Interior design and simple architectural decisions can be a great equaliser between compact healthcare clinics and larger facilities, if used correctly. In fact, with careful planning around the most appropriate colour lighting and decor options, you can maximise the sense of space in a fitout of even the smallest medical centre!
Here are four interior design strategies that can help bring out the best qualities in your small medical clinic.
1) Embrace minimalist design elements
The basis of all minimalist design is that ‘less is more’. The trend factors in colour, lighting, decor, graphics and architecture choices to create a relaxed aesthetic emphasising clean lines and clearly delineated spaces. Minimalism also embraces organised storage areas. All together, these elements provide a welcoming, functional space for patients and make administrative processes easier for your staff. Minimalist design also gives your reception and treatment areas an uncluttered, more wide-open feel.
The interior design trend uses relaxed lighting and neutral colours to encourage calmness. An Eco Architecture paper on how the pair effect architectural design found that light and colour quality semantically separate different spaces. Research also identified that while vibrant colours contribute to clear dimensions, muted colours increase our perception of indefinite space. This makes a room seem bigger and lighter. Further this design with equally neutral furnishings and reduce the amount of unneeded decor to create a more open floor plan.
Minimalist design embraces neutral colours and prioritises free-flowing spaces.
2) Focus on a patient-centred layout
Patients visiting a healthcare clinic usually seek their own space when waiting for an appointment, and appreciate privacy with friends or family. If you are pressed for space in a facility, this isn’t easy – but allowing visitors to rearrange the room’s furniture as needed ensures people aren’t crowded too close together.
Patient-centred healthcare clinics put control of layout in the hands of your visitors. Unfixed furnishings and decor allow individuals to create more intimate spaces should they want to, or open up the space for social interactions among bigger groups. This ability to rearrange the room is particularly useful for anxious patients – flexible furniture reduces the feeling of being trapped in a small space and opens up your reception and recovery areas.
Patient-focused design allows visitors to take more control of their waiting experience.
3) Streamline check in and remove barriers
One of the major fixed points in any healthcare clinic – and most significant uses of floor space – is the reception desk. While it’s essential to have a focal point for administration and visitor enquiries for staff and visitors, this doesn’t have to be restricted to one large area with a desk. Business journal Inc claims that a fixed reception station can be unwelcoming or imposing, putting a physical barrier between your staff and patients. One solution is to remove this inflexible check in point and free up floor space by designing a mobile reception.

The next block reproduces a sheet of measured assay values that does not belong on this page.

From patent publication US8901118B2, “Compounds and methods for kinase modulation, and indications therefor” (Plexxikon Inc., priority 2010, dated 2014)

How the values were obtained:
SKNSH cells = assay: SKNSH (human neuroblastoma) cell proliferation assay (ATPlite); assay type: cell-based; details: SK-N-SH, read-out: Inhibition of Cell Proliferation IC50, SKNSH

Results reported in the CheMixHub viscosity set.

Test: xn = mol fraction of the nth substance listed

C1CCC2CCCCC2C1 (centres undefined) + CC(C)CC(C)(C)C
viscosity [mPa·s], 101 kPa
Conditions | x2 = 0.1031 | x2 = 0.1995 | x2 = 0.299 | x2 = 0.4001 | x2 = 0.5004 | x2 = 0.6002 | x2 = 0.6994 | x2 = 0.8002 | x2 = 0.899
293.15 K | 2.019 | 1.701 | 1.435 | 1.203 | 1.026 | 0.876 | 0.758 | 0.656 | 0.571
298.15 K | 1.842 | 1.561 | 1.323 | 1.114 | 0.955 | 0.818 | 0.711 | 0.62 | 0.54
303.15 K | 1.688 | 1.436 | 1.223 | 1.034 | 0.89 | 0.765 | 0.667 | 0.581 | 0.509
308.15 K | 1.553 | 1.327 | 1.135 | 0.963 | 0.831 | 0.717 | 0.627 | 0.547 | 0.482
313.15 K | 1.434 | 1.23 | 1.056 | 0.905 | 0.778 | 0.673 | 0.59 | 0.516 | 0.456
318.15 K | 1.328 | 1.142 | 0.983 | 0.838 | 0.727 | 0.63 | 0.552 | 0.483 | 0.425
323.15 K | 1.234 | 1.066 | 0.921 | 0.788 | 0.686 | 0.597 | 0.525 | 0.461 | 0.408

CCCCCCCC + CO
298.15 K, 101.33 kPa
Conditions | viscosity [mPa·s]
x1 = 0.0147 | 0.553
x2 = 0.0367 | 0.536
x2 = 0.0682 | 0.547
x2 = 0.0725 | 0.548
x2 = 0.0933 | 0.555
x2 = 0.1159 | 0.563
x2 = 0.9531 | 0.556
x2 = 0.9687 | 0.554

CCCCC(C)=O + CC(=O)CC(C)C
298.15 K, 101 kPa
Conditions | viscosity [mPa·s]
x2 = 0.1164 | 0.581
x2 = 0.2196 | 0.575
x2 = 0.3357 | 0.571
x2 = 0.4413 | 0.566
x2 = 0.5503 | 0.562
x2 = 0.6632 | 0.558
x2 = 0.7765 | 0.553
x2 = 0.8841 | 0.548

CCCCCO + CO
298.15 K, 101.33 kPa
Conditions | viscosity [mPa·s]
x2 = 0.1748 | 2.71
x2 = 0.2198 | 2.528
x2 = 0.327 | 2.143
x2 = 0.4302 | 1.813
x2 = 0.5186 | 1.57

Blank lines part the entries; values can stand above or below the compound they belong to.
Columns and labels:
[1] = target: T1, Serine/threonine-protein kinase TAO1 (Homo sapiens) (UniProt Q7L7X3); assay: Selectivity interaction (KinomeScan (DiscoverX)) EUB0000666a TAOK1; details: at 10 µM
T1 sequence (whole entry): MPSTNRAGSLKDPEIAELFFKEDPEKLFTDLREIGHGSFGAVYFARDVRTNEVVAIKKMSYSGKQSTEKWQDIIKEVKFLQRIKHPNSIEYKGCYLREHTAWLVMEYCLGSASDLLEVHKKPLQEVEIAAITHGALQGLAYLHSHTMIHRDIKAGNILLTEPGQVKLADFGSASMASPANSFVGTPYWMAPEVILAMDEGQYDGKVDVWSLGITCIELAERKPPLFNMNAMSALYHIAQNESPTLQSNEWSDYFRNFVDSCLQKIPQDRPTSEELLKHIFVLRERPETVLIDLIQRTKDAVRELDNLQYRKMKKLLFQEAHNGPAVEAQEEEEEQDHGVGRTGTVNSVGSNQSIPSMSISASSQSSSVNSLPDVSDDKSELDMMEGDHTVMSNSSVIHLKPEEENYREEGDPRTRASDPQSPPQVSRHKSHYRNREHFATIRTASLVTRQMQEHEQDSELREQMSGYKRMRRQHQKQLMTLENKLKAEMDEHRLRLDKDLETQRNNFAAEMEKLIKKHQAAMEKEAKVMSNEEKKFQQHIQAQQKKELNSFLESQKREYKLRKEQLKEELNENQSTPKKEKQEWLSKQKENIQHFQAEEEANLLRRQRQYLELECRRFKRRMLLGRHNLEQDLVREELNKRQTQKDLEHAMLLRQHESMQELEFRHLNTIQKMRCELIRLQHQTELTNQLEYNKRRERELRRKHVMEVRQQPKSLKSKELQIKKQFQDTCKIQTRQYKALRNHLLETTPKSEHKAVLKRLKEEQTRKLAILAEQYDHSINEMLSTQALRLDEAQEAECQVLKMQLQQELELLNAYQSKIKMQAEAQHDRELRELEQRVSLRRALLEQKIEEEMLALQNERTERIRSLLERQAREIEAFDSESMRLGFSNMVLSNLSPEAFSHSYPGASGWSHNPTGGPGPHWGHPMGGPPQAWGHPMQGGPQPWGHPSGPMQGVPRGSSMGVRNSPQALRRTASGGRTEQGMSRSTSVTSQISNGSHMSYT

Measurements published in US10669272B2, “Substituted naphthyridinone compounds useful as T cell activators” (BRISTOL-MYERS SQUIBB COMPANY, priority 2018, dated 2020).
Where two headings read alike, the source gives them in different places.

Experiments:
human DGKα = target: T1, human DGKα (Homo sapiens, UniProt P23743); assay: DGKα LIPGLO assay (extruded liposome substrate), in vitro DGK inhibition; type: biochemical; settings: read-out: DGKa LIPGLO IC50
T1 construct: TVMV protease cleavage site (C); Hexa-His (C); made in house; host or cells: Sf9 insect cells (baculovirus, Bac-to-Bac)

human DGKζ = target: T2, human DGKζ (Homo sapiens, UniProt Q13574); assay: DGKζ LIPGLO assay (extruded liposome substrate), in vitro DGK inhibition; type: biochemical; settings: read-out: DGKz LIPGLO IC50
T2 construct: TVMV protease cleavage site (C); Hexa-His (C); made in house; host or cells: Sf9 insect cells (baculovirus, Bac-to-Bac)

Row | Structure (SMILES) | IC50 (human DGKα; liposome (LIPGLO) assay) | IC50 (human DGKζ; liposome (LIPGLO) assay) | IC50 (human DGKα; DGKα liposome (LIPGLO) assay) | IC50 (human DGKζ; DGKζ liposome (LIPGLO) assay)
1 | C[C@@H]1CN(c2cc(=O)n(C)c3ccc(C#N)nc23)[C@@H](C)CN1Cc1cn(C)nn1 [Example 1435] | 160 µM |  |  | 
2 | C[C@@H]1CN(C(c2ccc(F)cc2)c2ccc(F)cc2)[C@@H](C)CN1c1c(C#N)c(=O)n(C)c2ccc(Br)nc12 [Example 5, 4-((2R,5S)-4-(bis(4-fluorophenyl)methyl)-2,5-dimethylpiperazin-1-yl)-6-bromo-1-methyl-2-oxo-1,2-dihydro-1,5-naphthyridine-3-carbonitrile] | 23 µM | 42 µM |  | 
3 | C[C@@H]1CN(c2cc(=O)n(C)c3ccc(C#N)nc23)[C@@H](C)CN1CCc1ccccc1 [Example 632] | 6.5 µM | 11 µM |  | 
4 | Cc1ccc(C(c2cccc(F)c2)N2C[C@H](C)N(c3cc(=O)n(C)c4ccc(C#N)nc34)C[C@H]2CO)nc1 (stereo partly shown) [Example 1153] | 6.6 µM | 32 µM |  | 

A design team can create flexible and open reception and administration area through a few key elements:
- Digital check in and customer service kiosks.
- Roaming patient support staff.
- A separate administration room.
In this solution, patient-facing roles fulfilled by the traditional receptionist area are replaced with touchscreen kiosks and support staff. This streamlines patient check in and makes your small clinic interior design sleeker. Meanwhile, a separate administration room offers a space compromise between an effective working environment and maximised floor space for patients.
Digitised check in means you can redesign your reception area to maximise your floor space and get staff closer to patients.
4) Bring an outdoor aesthetic inside
Biophilic interior design is a strategy that brings the beauty and spatial dimensions of the outside world into internal spaces. This design element is often used in communal spaces – such as reception areas, onsite cafes or recovery rooms – to promote a calming atmosphere. The principal tenet of a biophilic design strategy is to replace artificial light where possible with sunlight. Eco Architecture research demonstrates that natural light has a more positive impact of space perception as it doesn’t create harsh shadows like indoor lighting does.
This change in lighting is achieved by blurring the lines between indoor and outdoor spaces. Design trends like glass curtain walls, outside communal atriums and integrating public greenery into the building entrances are popular in the biophilic movement. These styles also expand the perceived size of your medical clinic beyond its physical boundaries and change patients’ sense of scale.
Blending outdoor and indoor spaces offers a greater sense of open space – ideal for small clinics.
The Space for Health design team have helped with medical clinic fitouts of all sizes. From medical facility construction projects down to clinic redesigns, we specialise in creating intriguing spaces that maximises your space, and appeals to patients and staff.
For more information on how we can make the most out of your small clinic interior design, contact Space for Health today. We have a unique vision to suit your exact requirements!